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Page 508 | Volume 2 | Chapter 27 | Testing and Testing Apparatus

Change the rheostat resistance accordingly until the balance attained is such that a very slight variation of the rheostat resistance one way or the other will reverse the galvanometer deflection. To find the pressure on the circuit, add 100 to rheostat resistance and point off two places. Multiply this value by the voltage and the product will be the desired voltage.

If the voltage of the standard cell be exactly one volt, the total employed resistance represents the voltage on the circuit.

Fig. 585. - Queen slide wire bridge. It consists of a portable slide wire, Wheatstone bridae arranged to read directly in ohms in addition to its use for locating crosses and grounds.
Fig. 585.—Queen slide wire bridge. It consists of a portable slide wire, Wheatstone bridge arranged to read directly in ohms in addition to its use for locating crosses and grounds. It is complete with battery, galvanometer and telephone receiver. The bridge is balanced by moving the hand stylus until the galvanometer shows no deflection or until there is no sound in the telephone receiver. In order to provide a wide range of measurement and maximum accuracy, ratio coils or multipliers having values of 1, 10, 100, 1,000 and 10,000 are provided. The scale of the instrument is arranged in two parts, one of which indicates ohms and the other is divided into uniform divisions for use when locating crosses and grounds by the Murray and Varley loop methods. A small induction coil is included so as to furnish an alternating current when using the telephone receiver.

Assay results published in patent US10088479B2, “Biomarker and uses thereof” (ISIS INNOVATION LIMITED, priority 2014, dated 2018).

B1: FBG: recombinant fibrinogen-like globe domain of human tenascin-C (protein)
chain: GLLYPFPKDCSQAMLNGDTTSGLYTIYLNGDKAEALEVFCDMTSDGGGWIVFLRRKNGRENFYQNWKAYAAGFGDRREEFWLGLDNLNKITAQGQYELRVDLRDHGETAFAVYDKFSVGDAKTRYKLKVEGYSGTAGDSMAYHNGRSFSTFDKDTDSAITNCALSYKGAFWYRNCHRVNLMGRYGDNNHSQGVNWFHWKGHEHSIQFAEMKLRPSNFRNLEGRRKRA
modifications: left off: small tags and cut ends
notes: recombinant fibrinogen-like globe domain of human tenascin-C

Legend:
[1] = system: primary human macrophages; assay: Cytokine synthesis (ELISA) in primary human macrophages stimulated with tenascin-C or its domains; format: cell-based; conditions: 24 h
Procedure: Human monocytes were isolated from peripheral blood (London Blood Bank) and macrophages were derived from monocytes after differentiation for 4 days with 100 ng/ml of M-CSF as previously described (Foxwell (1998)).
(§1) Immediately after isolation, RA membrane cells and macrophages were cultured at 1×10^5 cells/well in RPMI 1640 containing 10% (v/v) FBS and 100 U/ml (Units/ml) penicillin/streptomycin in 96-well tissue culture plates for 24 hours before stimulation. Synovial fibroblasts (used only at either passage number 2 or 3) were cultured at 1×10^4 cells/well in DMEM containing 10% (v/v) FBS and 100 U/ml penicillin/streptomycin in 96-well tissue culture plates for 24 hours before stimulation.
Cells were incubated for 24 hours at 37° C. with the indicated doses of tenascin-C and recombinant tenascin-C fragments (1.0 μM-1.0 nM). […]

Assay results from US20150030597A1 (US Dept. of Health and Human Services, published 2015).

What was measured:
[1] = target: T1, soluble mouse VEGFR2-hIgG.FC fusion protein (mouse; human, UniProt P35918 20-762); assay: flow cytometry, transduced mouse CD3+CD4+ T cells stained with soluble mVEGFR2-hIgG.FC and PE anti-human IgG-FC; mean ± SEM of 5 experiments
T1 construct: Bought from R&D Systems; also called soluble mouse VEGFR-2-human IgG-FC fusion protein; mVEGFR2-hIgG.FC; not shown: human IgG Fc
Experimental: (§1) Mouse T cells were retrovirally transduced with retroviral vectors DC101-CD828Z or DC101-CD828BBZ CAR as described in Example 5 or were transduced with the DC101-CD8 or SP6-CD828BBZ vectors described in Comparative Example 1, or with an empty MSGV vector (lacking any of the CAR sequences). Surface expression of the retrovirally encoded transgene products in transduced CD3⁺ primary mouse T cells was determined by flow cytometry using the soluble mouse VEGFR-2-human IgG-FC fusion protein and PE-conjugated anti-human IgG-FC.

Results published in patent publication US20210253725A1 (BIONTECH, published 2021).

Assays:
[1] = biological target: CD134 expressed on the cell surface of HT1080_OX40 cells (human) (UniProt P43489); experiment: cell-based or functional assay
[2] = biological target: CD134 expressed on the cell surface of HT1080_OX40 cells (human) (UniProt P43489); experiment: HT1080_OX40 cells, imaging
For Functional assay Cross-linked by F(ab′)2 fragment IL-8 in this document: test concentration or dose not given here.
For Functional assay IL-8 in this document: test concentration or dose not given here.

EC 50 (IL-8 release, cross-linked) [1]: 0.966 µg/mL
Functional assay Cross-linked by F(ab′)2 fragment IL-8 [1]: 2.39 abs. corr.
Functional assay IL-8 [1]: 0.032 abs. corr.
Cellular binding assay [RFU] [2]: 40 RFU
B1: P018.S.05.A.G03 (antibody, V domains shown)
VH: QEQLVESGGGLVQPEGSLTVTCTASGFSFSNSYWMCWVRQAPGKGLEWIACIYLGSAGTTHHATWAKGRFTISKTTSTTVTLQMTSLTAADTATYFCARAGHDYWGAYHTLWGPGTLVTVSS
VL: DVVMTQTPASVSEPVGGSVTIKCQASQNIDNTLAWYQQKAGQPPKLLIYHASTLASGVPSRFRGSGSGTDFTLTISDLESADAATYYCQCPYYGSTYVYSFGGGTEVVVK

For instance, in making a measurement on a 110 volt circuit, assume that the employing of 7,840 ohms rheostat resistance produces balance, and that increasing or decreasing this resistance by two ohms, reverses the galvanometer deflection. This indication that the setting 7,840 is uncertain, about 1/40 of 1 per cent. Since the rheostat coils are adjusted to an accuracy of only 1/5 of 1 per cent., that will be about the accuracy of the measurement.


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